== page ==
It is with deep sadness that Woodlore shares the news of the untimely passing of Chris Boyton:
There are a few names that stand out in the history of British archery, King Henry I, King Edward I, Robyn Hode, King Henry V, Roger Ascham, Adrian Eliot Hodgkin and Robert Hardy. To these revered champions of Archery must now be added Christopher Boyton. Who sadly passed away on Sunday.
In the world of traditional British archery Chris Boyton was a much loved and respected figure. Without a doubt he will be remembered as the most influential bowyer of our time. I was privileged to have known Chris as a friend for over thirty years, we shared a passion for bows of all description and an interest in the medieval war bow, but beyond all that we just respected each other. Chris taught primitive bow making on many Woodlore courses and shared his passion on several guided walks. His patience and untiring professionalism as an instructor were wonderful to behold.
One of my fondest memories was taking one of his bows to Tanzania and giving it to a Hadza man whose bow I had broken a few years earlier. The Hadza continue to live as hunter gatherers and as a consequence every Hadza man is both an archer and a bowyer, learning to make and use a bow for survival from early childhood. The Hadza love to shoot their bows and when they first fired Chris’s bow they were astonished. I can still recall their gleeful laughter and exclamations of wonder; no finer tribute could ever be paid to a bowyer than that.
Chris was a humble man who shunned publicity, preferring to let his skill represent him. He was widely consulted for his expertise which he shared both generously and willingly. A bowyer to his core, in his historical research Chris worked tirelessly to understand, honour and champion the master bowyers who preceded him. One of his greatest pleasures was working as a consultant on the bows recovered from the Mary Rose.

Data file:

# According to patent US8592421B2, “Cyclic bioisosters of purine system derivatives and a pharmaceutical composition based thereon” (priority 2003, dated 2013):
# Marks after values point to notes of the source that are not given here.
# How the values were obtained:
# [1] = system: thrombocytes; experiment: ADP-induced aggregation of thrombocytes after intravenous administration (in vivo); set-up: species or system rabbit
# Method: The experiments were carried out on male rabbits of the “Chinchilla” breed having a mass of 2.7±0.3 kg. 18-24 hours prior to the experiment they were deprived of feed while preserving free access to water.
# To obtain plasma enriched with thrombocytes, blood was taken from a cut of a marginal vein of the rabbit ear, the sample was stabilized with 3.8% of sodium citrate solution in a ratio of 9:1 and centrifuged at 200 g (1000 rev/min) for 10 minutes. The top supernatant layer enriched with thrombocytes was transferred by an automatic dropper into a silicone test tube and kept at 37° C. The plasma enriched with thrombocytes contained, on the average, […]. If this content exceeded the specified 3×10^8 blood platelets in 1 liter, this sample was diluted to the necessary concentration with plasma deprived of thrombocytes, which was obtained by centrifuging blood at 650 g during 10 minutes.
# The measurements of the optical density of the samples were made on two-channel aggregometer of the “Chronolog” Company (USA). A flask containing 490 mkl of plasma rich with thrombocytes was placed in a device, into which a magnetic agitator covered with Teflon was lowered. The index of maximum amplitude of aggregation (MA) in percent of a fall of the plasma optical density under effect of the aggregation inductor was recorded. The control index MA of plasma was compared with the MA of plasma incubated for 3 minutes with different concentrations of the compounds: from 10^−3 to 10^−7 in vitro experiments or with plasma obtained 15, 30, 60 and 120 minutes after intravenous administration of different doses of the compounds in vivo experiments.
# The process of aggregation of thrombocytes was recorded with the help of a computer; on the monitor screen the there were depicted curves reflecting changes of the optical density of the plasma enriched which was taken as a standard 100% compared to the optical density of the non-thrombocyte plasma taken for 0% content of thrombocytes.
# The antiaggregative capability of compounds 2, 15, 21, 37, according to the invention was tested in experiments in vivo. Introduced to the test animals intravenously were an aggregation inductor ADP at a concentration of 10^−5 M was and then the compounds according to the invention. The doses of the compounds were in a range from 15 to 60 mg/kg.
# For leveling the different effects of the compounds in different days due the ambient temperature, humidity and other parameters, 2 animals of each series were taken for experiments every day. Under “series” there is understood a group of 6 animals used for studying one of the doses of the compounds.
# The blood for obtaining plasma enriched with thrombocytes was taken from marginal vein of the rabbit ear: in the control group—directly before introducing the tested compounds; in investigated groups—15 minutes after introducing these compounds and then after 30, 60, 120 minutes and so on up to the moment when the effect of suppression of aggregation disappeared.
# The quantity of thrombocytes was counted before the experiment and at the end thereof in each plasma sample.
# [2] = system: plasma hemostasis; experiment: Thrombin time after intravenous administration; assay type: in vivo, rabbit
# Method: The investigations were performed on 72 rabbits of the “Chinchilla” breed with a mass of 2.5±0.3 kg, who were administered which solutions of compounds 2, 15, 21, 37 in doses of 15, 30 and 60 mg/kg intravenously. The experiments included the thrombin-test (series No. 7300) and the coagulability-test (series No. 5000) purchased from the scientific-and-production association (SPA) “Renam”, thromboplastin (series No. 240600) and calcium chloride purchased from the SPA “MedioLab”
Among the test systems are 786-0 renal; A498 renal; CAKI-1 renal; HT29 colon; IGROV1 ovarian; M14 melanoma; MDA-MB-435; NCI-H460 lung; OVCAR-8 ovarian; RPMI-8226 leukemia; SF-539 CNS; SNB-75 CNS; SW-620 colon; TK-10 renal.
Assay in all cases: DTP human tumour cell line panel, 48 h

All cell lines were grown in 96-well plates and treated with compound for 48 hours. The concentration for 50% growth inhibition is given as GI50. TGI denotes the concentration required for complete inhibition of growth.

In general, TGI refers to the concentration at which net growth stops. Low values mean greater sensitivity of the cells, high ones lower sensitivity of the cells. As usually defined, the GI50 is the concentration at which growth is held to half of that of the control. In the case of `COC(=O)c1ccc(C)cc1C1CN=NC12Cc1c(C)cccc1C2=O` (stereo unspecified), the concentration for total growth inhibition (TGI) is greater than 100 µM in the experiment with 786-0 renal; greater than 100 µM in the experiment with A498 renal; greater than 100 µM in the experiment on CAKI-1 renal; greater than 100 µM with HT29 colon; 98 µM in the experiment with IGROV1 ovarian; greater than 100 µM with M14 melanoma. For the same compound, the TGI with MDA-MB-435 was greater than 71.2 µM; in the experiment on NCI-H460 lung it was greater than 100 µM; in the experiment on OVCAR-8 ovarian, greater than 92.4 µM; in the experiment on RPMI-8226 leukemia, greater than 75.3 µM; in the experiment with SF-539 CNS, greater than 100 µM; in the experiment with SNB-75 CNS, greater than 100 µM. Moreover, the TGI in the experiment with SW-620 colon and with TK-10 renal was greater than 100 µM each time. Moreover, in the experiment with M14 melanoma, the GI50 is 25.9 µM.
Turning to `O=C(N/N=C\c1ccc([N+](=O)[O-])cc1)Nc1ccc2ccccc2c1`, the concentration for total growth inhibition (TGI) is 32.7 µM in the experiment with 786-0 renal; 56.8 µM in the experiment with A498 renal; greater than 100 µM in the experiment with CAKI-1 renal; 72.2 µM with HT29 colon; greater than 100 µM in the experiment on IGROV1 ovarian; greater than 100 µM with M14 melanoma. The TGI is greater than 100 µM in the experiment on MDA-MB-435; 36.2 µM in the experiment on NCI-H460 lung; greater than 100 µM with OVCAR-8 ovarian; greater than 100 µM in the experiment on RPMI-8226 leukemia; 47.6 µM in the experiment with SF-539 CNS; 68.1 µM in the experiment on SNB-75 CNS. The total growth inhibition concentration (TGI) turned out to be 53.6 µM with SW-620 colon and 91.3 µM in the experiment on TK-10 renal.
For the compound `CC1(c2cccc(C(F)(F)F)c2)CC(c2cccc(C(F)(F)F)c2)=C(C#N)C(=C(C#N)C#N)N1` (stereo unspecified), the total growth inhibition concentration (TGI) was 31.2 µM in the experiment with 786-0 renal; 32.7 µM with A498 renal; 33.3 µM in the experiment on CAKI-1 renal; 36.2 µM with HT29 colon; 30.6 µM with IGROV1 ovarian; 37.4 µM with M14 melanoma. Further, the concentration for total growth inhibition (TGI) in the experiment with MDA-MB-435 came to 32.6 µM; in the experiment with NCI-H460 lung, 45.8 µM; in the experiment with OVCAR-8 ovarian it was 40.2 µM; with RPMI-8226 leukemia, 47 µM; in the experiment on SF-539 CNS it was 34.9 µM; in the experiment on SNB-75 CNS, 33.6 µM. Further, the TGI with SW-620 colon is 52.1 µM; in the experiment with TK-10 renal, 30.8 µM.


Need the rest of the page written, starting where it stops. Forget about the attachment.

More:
Bowyery is an art as much as a craft, the greater details of which were never written down. Instead the knowledge was passed by word of mouth from master to apprentice as they stood beside the tiller, from generation to generation. This is where Chris also stood, beside the master bowyer Dick Galloway, who he always held in the highest esteem.
Many years ago, Chris asked me to come to his workshop and select some short sections of yew so that he could combine them to fashion an apprentice’s bow. This was the old qualifying project for a bowyer, a perfect bow made from only short pieces of wood glued together, a daunting task indeed. Our schedules and some ill health on Chris’s part prevented this, which is a pity, for it would have been a wonderful bow to have seen him make. But, of course, rather superfluous, for Chris had long before, become a master bowyer. Although I do not believe Chris ever really understood how good he was; his students were lucky indeed for I truly believe that Chris was one of the greatest bowyers who has ever lived, combining as he did an astonishing level of craftsmanship with an encyclopaedic knowledge and dedication to his art.
I have many memories of Chris, most involve laughter. One is the astonishing lightness of step he demonstrated as a dancer stripping the willow at a medieval banquet. But I like best to remember him in the green wood shooting a bow at marks. Roving with Chris one quickly discovered that unlike many craftsmen, he could not only make bows, he could also shoot them, with the dexterity and skill that only comes with long practise.
While we will never again hear his cheerful, gentle, dusty voice that always suggested he was smiling. We can always recall him in these immortal words from Geoffrey Chaucer…
A sheef of pecok arwes, bright and kene
Under his belt he bar ful thriftily,
(Wel koude he dresse his takel yemanly:
His arwes drouped noght with fetheres lowe)
And in his hand he baar a mighty bowe.
All of our thoughts rest with his beloved family at this sad time.
– Ray Mears